Sibling Rivalry

Dos Hermanos with Israel and Pastora Galván. Presented
by the Flamenco Arts Festival. At the Lobero Theatre, Saturday,
September 30.

Reviewed by Felicia M. Tomasko

Hermanos doesn’t just mean ‘brothers’; it is gender neutral,”
said Flamenco Arts Festival President Alberto Pizano in his
introduction to Dos Hermanos, the performance by brother
and sister, and flamenco innovators, Israel and Pastora Galván.
Israel and Pastora are the children of Jose Galván and Eugenia de
los Reyes — both Seville-based legends of Spanish flamenco. The
Galván siblings started their career with a legacy to live up to,
and they have performed admirably, as evidenced by their virtuosic
Flamenco Festival performance and by the audience’s enthusiastic
response.

Of the two, Pastora is known as the more traditional flamenco
dancer, while Israel is considered the avant-garde innovator. In
performance, they both push the edge of traditional form. Pastora’s
choreography features the strong footwork often favored by male
dancers. Even though Israel and Pastora are seldom on stage
together, they frequently mirror each other’s movements in
alternating performances of “Soleá,” “Fandango,” and “Alegrías.” In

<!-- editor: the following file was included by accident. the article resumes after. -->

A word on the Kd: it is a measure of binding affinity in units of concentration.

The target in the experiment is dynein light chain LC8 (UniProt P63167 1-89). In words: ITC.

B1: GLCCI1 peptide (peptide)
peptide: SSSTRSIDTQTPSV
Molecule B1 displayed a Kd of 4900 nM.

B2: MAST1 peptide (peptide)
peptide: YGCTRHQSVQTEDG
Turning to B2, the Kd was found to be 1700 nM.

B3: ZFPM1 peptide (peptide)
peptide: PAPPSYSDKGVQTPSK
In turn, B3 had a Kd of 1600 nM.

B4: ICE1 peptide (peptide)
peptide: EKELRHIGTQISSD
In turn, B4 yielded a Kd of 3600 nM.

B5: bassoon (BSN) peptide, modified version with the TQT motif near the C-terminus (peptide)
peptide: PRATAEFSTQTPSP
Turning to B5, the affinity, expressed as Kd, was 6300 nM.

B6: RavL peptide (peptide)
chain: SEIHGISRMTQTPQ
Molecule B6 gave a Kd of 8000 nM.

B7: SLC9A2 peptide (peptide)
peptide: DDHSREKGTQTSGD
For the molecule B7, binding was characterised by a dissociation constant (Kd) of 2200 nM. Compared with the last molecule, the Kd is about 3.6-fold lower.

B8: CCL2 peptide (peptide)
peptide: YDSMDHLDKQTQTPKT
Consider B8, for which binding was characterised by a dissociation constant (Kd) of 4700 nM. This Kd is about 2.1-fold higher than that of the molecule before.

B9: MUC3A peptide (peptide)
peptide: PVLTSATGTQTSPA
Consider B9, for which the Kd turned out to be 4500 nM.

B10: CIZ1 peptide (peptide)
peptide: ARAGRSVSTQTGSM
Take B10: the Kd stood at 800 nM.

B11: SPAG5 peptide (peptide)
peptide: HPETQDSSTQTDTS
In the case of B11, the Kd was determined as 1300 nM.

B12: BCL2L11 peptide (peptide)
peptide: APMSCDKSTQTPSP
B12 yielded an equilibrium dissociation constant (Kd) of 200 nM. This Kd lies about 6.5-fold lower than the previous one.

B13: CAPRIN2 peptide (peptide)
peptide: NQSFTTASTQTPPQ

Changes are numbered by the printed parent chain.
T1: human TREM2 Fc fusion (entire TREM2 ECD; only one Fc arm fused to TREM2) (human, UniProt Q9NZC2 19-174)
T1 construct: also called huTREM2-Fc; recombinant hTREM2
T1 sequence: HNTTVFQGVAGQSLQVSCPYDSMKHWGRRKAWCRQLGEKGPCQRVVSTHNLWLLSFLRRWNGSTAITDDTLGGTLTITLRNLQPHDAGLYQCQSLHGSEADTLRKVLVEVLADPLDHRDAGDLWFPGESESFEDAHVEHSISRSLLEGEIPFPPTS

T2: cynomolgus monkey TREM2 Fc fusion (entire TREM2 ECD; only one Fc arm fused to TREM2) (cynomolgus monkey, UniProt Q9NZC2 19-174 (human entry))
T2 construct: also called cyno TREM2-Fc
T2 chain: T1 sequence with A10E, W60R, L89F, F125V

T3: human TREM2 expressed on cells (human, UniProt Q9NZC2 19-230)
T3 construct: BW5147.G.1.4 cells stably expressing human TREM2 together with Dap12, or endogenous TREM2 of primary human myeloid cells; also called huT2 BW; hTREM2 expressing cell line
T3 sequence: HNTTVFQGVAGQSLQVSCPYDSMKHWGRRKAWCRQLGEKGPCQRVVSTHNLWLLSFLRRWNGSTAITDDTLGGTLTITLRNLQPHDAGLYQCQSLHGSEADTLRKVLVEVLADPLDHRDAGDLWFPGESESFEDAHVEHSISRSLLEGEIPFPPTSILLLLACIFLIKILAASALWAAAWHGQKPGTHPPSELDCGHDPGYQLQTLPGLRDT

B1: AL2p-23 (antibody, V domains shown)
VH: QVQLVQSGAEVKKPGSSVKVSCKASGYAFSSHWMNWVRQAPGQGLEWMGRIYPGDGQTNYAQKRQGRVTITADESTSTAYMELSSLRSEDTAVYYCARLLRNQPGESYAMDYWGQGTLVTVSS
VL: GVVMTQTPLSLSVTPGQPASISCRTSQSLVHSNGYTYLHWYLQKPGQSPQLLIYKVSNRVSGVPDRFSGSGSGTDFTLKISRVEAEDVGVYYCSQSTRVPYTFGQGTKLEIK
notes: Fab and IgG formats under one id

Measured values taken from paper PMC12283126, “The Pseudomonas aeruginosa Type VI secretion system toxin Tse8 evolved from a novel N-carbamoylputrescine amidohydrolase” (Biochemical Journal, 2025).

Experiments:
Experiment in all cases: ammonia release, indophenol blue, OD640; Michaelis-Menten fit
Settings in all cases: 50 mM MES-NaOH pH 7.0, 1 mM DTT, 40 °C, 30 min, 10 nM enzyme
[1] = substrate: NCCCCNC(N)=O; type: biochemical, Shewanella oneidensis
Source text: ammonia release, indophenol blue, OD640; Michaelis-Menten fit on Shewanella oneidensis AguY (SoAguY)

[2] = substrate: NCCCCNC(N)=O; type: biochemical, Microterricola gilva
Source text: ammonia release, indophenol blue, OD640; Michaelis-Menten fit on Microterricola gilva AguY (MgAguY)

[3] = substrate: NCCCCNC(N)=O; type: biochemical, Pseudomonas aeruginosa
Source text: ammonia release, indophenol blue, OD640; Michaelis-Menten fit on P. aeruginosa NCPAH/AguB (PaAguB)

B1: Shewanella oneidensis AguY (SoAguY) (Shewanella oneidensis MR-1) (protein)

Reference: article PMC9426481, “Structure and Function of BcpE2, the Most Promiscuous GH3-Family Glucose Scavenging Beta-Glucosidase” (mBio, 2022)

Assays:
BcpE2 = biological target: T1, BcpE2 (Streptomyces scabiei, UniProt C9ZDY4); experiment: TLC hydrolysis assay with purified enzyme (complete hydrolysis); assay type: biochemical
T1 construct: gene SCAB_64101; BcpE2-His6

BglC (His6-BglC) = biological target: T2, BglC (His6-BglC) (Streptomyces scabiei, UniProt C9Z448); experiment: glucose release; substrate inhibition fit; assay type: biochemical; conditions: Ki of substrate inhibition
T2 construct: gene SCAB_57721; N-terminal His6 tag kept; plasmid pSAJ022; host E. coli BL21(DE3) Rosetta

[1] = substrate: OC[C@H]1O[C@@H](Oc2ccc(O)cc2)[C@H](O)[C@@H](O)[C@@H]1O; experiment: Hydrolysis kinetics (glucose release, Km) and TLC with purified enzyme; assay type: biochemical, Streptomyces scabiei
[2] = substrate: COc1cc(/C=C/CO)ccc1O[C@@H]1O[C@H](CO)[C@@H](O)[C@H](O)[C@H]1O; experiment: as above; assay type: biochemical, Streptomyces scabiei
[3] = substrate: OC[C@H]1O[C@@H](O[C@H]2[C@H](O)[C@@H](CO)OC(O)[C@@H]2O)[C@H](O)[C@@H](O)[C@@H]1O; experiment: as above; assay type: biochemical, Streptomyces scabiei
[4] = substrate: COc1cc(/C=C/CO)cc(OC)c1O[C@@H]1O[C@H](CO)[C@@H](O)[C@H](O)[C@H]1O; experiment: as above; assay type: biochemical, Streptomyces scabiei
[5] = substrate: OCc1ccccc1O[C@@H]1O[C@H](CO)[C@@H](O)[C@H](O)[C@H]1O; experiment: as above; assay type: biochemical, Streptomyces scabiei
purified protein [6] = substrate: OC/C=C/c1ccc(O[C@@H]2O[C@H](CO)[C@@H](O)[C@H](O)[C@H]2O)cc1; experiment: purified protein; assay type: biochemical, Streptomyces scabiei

doing so, they blur the lines between traditional male and female
roles.

From the moment Pastora graced the stage, she revealed her edge,
staring with defiance, and shooting smoky glances at the audience.
Most of the time, Pastora danced with typical flamenco seriousness
in her countenance, but there were moments during which this veneer
parted to reveal a mischievous grin. Israel was more overtly
avant-garde, as advertised. His body undulated sinuously as his
back arched, and he completed every piece with flourishing hand
gestures. Israel was a peacock in black, gesticulating with
percussive feet, wearing a smirk as if to say, “Look what flamenco
can do.”

The chemistry between musicians and dancers is a hallmark of
flamenco; the Galváns’ relationship with their musicians was
extraordinary. Pedro Sierra’s guitar-playing filled the
hall — electric, fiery, and dazzling. Singers David Lagos and
Antonio Zúñiga voiced aching laments. Lagos and Zúñiga took turns
partnering Israel and Pastora center stage, interweaving percussive
steps and haunting lyrics. The Lobero crowd wouldn’t let up their
applause until the performers returned for an encore. Watching
Israel and Pastora dance together, the contrast between them
evaporated, leaving only two heartbreakingly beautiful flamenco
dancers. The all-too-brief encore left this reviewer wishing that
Dos Hermanos included more moments when the two danced
together. Even so, the final performance of the festival continued
the annual tradition of showcasing innovation and tradition in
flamenco — stunningly.

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